People across England could see their council tax bill rise next year due to the National Insurance hike.
The new hike in National Insurance paid by businesses and individuals from April 2022 will see the contribution rise from 12% to 13.5%.
Councils with directly employed staff will get part of a £2billion pot from the government to help with this additional cost, but MPs stated that the issue will hit councils which outsource services like bin collections to private companies.
These councils will face huge bills in National Insurance contributions.
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In a potential double-whammy to taxpayers, they could see their council tax rise as councils try to deal with the hike.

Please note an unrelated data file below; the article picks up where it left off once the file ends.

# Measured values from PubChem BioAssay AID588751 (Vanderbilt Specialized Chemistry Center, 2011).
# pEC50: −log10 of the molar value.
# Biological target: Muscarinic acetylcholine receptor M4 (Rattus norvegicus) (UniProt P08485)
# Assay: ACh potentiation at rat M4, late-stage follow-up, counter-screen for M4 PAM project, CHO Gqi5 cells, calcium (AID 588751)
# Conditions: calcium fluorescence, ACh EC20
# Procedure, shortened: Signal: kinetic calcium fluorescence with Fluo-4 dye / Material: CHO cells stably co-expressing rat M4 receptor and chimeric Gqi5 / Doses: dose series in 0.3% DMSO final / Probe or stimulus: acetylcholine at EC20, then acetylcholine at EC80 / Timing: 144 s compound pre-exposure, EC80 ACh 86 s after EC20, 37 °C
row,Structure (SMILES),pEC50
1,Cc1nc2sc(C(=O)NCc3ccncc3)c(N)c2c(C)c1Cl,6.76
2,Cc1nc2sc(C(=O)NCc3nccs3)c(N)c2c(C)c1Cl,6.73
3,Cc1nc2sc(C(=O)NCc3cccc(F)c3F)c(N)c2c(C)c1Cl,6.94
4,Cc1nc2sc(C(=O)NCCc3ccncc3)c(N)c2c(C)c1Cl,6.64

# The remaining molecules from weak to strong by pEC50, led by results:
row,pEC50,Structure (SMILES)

Tory MP Geoffrey Clifton-Brown told the Public Accounts Committee of MPs last night that councils may be forced to hike council tax to help pay the additional costs.
He said: “A waste collection company providing 100% of their service to the local authority—will they or will they not have all their NICs reimbursed?
“If they don’t, the cost goes up for local authorities and it will then have to go on to council taxpayers.”
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The Treasury will not promise council contractors will get any government compensation.
Instead, Cat Little, Director General for public spending at the Treasury, reiterated that “all direct employees of the public sector will be compensated for.”
Boris Johnson confirmed last week a percentage point increase of 1.25% on National Insurance for both employers and employees UK-wide from April 2022 to raise £12billion a year for both health and care.
That will cost £180 a year for a worker on £24,100 and £255 for a worker on £30,000.
The tax will have a different title from April 2023, where it will appear as a ‘Health and Social Care Levy’ on payslips.